Distributed double compare and swap

EDIT: Question has been rewritten for clarity. Sorry for confusion.

We have N machines (their id is specified by a u16).

Each machine maintains a HashMap<u64, u128> where key = u64, value = u128. Not being in the hashmap implies the value is 0.

Assume all the machines are in the same data center.

Now, I want to do a double-compare-and-swap:


(k0_machine, k0_idx): (u16, u64)
(k0_old_value, k0_new_value): (u128, u128)

(k1_machine, k1_idx): (u16, u64)
(k1_old_value, k1_new_vaule): (u128, u128)

and the behavior is:

atomically {
  if (k0 has k0_old_value && k1 has k1_old_value) {
    update both
  } else {
    Err("outdated values")

Simple enough right? What is the best way to do this ?


Somewhat of a followup to Distributed, "pairwise transactional", HashMap<u128, u128> in Rust?

If the data doesn’t fit into a single atomic, I believe you might need a lock.

I agree that locks may be involved. However, the part that concerns me is the two CAS being on different machines. That's the nasty case.

Oh, I may have misunderstanding your question then, I didn't fully pick up on this being about distributed stuff.

Re-reading your question, I don't fully understand which machine has which values, and which is doing the update.

What is the expected behaviour for collisions? If k2 wants to engage k1 to update (k1_machine, k1_idx) while k0 is also engaged with k1 in updating (k1_machine, k1_idx) the system responds by ... what? Rejecting both transactions? Allowing a dirty commit? Allowing one commit and rejecting the other?

Transactions are allowed to fail. So if two transactions collide:

both try to write = incorrect behavior
exactly one goes through = ok
both gets rejected = eh, not great for throughput

I rewrote the question based on your feedback. Is this clearer ?

This notion of "which machine is doing which update" -- I think we get best throughput with "optimistic concurrency", which in my limited understanding is: everyone tries to write, and if we get collision: rollback / resolve.

It's not clear to me what are your requirements and things you can rely on, but looks like Byzantine fault - Wikipedia . Fundamentally there is no way to to have atomic updates between multiple networked nodes in the presence of possibility of connectivity failures, etc. without some pre-arranged scheme.

Generally you need to do some quorum/leader election like Raft (if machines are known beforehand), or probabilistic PoW-blockchain-like elections.

1 Like

If we look at the physical world, we can have:

  1. Alice buys something from the restaurant.
  2. Bob buys something from the office store.
  3. Cindy and Dan exchanges BTC for ETH.

and all of this happens concurrently, without a quorum / leader

In the physical world, transactions are not atomic. Alice gets to eat her meal before paying. The office store cashier could grab the product off the checkout counter after Bob has paid.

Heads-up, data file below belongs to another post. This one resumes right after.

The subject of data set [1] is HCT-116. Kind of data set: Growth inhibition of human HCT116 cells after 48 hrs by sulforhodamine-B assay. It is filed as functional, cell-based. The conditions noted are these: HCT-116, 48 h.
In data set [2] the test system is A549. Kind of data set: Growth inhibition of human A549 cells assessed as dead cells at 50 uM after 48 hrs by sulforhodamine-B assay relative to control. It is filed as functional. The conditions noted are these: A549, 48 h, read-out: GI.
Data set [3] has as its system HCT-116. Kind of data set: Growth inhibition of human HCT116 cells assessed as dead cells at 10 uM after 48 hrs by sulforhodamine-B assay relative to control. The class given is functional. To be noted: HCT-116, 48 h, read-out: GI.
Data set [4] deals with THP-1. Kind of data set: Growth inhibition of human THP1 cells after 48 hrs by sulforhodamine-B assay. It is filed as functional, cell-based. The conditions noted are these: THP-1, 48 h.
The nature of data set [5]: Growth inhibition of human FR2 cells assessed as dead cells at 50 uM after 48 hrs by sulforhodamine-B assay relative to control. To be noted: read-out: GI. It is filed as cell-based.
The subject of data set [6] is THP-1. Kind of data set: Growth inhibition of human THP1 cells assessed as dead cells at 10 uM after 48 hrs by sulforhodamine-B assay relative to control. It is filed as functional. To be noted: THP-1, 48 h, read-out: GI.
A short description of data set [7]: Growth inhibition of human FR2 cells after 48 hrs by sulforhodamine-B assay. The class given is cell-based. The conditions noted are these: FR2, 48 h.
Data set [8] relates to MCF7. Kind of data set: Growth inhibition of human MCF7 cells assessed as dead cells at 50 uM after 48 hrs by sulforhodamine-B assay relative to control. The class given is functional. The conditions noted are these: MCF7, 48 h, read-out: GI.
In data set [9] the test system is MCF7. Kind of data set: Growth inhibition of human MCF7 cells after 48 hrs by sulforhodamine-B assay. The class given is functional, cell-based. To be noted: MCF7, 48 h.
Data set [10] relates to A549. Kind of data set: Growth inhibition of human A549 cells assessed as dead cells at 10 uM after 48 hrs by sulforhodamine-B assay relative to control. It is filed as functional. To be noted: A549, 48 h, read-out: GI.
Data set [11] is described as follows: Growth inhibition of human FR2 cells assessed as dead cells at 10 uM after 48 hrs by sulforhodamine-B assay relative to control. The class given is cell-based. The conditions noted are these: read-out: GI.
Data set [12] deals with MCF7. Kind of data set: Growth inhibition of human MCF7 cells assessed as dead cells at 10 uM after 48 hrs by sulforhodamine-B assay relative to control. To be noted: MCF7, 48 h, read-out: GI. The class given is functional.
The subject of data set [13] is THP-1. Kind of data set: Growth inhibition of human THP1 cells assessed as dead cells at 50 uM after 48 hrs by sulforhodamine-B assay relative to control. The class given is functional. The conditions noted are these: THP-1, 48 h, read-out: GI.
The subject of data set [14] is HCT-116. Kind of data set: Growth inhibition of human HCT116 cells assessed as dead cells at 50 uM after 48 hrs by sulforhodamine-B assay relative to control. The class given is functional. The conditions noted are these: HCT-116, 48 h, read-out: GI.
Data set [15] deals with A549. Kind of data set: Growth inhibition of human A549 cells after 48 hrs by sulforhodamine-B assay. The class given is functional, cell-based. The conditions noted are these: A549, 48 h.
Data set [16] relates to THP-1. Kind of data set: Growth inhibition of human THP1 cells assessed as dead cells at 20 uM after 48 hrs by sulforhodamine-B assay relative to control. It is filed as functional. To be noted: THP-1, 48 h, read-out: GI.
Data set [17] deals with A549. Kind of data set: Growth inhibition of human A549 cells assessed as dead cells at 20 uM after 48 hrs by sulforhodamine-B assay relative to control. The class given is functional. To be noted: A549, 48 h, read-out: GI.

The consistency in these cases comes not from atomicity but observation over time: each party literally walking away from a transaction takes some time to do that and has the ability to go back and discuss revising it, and as seconds pass and they don't do that, both parties become increasingly confident that they are both satisfied with the transaction. And if there is actually not satisfaction but one party leaves (/refuses to interact further) then it becomes a separate refund, a matter for the courts, or a write-off.


There’s been a lot of thinking about this kind of failure mode in finance/business circles, especially regarding larger contracts. If you want to dive into the literature, the search term is counterparty risk.

In this case, for a large transaction, Cindy and Dan would usually use a trusted escrow agent to perform the exchange:

  1. Cindy sends BTC to escrow
  2. Dan sends ETH to Cindy
  3. Escrow sends BTC to Dan

If (2) doesn’t happen, escrow returns Cindy her BTC and nobody is left hanging.

There’s always the possibility that the escrow agent will run off with the BTC, which is why you need a reputable escrow agent: You want the loss of that reputation (in future fees) to greatly exceed the gain from stealing this one transaction.

Do you want the maps to be synchronized so that everyone has the same map? Or should each machine have a separate map?

What if one of the machines dies?

No, every machine stores a different map.

Transactions involving that machine gets rejected. Transactions not involving that machine continue to run.

What about the internet? We have billions of people, interacting with millions of websites; and there is no notion of physical proximity / walking away. And people can run transactions, despite there not being a centralized leader that approves every transaction.

You wrote “If we look at the physical world…”. I claim that, in those cases, atomicity is not the means by which we accomplish transactions — so they are not relevant examples to the problem of atomicity in distributed database transactions.


My goal is to find a counter example to this:

  1. My first attempt was to bring up how in the physical world, people can do transactions without a global quorum / leader.

  2. You pointed out a difference between the physical world and the digital world.

  3. I then constructed an example of a digital world where people can do transactions without a global quorum / leader.

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